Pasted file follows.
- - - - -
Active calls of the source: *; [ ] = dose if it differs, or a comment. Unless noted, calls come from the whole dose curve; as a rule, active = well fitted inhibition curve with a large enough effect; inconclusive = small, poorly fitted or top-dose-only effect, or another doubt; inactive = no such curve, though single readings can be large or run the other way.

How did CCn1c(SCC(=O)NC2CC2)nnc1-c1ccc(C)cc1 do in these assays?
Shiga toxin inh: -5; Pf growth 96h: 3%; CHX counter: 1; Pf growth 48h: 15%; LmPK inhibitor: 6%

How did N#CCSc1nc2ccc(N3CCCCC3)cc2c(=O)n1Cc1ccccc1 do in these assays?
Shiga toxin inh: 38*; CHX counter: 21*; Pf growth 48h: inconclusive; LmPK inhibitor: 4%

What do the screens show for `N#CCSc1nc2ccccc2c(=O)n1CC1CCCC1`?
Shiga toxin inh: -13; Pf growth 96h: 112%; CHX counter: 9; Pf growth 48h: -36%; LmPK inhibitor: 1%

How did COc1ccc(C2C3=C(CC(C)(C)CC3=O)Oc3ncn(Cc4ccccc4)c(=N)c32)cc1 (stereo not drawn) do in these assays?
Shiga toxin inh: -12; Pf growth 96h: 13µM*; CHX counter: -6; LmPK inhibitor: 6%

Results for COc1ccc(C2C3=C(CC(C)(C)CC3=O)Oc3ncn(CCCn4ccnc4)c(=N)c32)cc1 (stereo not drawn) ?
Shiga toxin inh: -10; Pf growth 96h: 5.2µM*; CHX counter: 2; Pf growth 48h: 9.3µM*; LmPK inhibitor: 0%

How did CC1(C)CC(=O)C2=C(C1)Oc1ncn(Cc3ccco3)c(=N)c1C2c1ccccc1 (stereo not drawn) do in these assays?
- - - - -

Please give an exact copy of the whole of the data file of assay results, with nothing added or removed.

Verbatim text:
Active calls of the source: *; [ ] = dose if it differs, or a comment. Unless noted, calls come from the whole dose curve; as a rule, active = well fitted inhibition curve with a large enough effect; inconclusive = small, poorly fitted or top-dose-only effect, or another doubt; inactive = no such curve, though single readings can be large or run the other way.

How did CCn1c(SCC(=O)NC2CC2)nnc1-c1ccc(C)cc1 do in these assays?
Shiga toxin inh: -5; Pf growth 96h: 3%; CHX counter: 1; Pf growth 48h: 15%; LmPK inhibitor: 6%

How did N#CCSc1nc2ccc(N3CCCCC3)cc2c(=O)n1Cc1ccccc1 do in these assays?
Shiga toxin inh: 38*; CHX counter: 21*; Pf growth 48h: inconclusive; LmPK inhibitor: 4%

What do the screens show for `N#CCSc1nc2ccccc2c(=O)n1CC1CCCC1`?
Shiga toxin inh: -13; Pf growth 96h: 112%; CHX counter: 9; Pf growth 48h: -36%; LmPK inhibitor: 1%

How did COc1ccc(C2C3=C(CC(C)(C)CC3=O)Oc3ncn(Cc4ccccc4)c(=N)c32)cc1 (stereo not drawn) do in these assays?
Shiga toxin inh: -12; Pf growth 96h: 13µM*; CHX counter: -6; LmPK inhibitor: 6%

Results for COc1ccc(C2C3=C(CC(C)(C)CC3=O)Oc3ncn(CCCn4ccnc4)c(=N)c32)cc1 (stereo not drawn) ?
Shiga toxin inh: -10; Pf growth 96h: 5.2µM*; CHX counter: 2; Pf growth 48h: 9.3µM*; LmPK inhibitor: 0%

How did CC1(C)CC(=O)C2=C(C1)Oc1ncn(Cc3ccco3)c(=N)c1C2c1ccccc1 (stereo not drawn) do in these assays?